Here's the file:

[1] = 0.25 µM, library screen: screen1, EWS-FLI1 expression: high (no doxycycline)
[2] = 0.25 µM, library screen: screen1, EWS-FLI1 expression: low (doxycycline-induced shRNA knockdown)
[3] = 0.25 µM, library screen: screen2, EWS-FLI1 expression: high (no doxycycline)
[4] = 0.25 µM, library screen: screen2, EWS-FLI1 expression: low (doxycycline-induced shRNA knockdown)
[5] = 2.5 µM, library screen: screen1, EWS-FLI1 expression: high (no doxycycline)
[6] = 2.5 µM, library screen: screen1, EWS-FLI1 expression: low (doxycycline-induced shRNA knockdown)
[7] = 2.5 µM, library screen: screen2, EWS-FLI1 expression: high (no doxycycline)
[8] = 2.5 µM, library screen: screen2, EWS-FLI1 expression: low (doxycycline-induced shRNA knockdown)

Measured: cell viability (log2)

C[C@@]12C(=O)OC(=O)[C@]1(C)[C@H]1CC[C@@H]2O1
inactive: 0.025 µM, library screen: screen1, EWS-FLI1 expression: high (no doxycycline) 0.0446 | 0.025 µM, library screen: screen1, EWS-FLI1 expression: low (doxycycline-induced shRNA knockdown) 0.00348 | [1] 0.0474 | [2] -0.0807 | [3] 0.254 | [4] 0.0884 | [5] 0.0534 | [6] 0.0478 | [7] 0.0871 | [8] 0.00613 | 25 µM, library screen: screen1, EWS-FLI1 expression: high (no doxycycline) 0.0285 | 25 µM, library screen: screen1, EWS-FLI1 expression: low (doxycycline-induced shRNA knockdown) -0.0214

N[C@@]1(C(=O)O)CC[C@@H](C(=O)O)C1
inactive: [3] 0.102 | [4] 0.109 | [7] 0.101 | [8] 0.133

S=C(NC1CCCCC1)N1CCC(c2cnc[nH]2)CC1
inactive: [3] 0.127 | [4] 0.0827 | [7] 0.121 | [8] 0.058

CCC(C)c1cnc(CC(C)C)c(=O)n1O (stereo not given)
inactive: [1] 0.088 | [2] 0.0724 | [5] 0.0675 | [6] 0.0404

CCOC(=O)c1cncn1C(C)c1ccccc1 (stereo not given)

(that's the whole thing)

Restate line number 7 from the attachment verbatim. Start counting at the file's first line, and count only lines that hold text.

[7] = 2.5 µM, library screen: screen2, EWS-FLI1 expression: high (no doxycycline)